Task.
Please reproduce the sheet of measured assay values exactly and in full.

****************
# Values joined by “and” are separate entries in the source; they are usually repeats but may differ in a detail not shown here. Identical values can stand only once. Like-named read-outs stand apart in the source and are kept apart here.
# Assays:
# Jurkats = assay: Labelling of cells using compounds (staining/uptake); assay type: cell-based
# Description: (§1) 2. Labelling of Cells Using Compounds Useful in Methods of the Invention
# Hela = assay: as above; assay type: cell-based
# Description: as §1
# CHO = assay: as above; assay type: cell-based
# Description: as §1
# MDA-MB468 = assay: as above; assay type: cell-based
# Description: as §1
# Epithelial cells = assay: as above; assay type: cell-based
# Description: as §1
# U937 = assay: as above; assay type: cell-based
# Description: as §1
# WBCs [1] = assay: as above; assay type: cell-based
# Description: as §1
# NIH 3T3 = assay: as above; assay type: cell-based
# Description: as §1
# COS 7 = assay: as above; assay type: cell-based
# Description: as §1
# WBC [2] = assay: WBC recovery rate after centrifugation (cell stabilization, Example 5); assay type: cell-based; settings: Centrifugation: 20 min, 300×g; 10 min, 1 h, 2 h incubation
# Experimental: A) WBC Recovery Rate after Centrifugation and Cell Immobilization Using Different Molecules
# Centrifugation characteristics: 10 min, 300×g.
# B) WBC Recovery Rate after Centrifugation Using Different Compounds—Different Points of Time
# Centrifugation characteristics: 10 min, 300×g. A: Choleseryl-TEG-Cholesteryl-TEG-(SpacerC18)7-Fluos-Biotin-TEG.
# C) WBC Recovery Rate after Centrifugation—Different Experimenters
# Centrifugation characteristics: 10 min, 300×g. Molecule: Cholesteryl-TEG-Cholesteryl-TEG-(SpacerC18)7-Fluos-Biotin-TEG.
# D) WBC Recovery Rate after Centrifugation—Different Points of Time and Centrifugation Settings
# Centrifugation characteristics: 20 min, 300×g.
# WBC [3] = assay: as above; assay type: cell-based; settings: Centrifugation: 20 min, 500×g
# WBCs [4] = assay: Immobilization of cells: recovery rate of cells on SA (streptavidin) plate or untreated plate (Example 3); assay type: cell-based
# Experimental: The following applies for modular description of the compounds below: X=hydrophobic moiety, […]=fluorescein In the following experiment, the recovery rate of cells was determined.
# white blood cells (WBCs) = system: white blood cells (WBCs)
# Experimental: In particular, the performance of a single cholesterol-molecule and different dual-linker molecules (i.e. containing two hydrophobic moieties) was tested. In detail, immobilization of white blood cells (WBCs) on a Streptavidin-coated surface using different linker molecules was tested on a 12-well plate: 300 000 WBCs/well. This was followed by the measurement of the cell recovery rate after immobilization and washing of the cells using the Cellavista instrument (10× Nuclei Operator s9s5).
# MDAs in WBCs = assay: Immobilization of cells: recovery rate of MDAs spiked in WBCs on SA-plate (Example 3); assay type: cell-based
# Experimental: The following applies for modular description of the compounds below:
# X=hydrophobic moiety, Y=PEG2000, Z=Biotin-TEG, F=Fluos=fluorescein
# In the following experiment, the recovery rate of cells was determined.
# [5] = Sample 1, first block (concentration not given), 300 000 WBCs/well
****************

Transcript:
# Values joined by “and” are separate entries in the source; they are usually repeats but may differ in a detail not shown here. Identical values can stand only once. Like-named read-outs stand apart in the source and are kept apart here.
# Assays:
# Jurkats = assay: Labelling of cells using compounds (staining/uptake); assay type: cell-based
# Description: (§1) 2. Labelling of Cells Using Compounds Useful in Methods of the Invention
# Hela = assay: as above; assay type: cell-based
# Description: as §1
# CHO = assay: as above; assay type: cell-based
# Description: as §1
# MDA-MB468 = assay: as above; assay type: cell-based
# Description: as §1
# Epithelial cells = assay: as above; assay type: cell-based
# Description: as §1
# U937 = assay: as above; assay type: cell-based
# Description: as §1
# WBCs [1] = assay: as above; assay type: cell-based
# Description: as §1
# NIH 3T3 = assay: as above; assay type: cell-based
# Description: as §1
# COS 7 = assay: as above; assay type: cell-based
# Description: as §1
# WBC [2] = assay: WBC recovery rate after centrifugation (cell stabilization, Example 5); assay type: cell-based; settings: Centrifugation: 20 min, 300×g; 10 min, 1 h, 2 h incubation
# Experimental: A) WBC Recovery Rate after Centrifugation and Cell Immobilization Using Different Molecules
# Centrifugation characteristics: 10 min, 300×g.
# B) WBC Recovery Rate after Centrifugation Using Different Compounds—Different Points of Time
# Centrifugation characteristics: 10 min, 300×g. A: Choleseryl-TEG-Cholesteryl-TEG-(SpacerC18)7-Fluos-Biotin-TEG.
# C) WBC Recovery Rate after Centrifugation—Different Experimenters
# Centrifugation characteristics: 10 min, 300×g. Molecule: Cholesteryl-TEG-Cholesteryl-TEG-(SpacerC18)7-Fluos-Biotin-TEG.
# D) WBC Recovery Rate after Centrifugation—Different Points of Time and Centrifugation Settings
# Centrifugation characteristics: 20 min, 300×g.
# WBC [3] = assay: as above; assay type: cell-based; settings: Centrifugation: 20 min, 500×g
# WBCs [4] = assay: Immobilization of cells: recovery rate of cells on SA (streptavidin) plate or untreated plate (Example 3); assay type: cell-based
# Experimental: The following applies for modular description of the compounds below: X=hydrophobic moiety, […]=fluorescein In the following experiment, the recovery rate of cells was determined.
# white blood cells (WBCs) = system: white blood cells (WBCs)
# Experimental: In particular, the performance of a single cholesterol-molecule and different dual-linker molecules (i.e. containing two hydrophobic moieties) was tested. In detail, immobilization of white blood cells (WBCs) on a Streptavidin-coated surface using different linker molecules was tested on a 12-well plate: 300 000 WBCs/well. This was followed by the measurement of the cell recovery rate after immobilization and washing of the cells using the Cellavista instrument (10× Nuclei Operator s9s5).
# MDAs in WBCs = assay: Immobilization of cells: recovery rate of MDAs spiked in WBCs on SA-plate (Example 3); assay type: cell-based
# Experimental: The following applies for modular description of the compounds below:
# X=hydrophobic moiety, Y=PEG2000, Z=Biotin-TEG, F=Fluos=fluorescein
# In the following experiment, the recovery rate of cells was determined.
# [5] = Sample 1, first block (concentration not given), 300 000 WBCs/well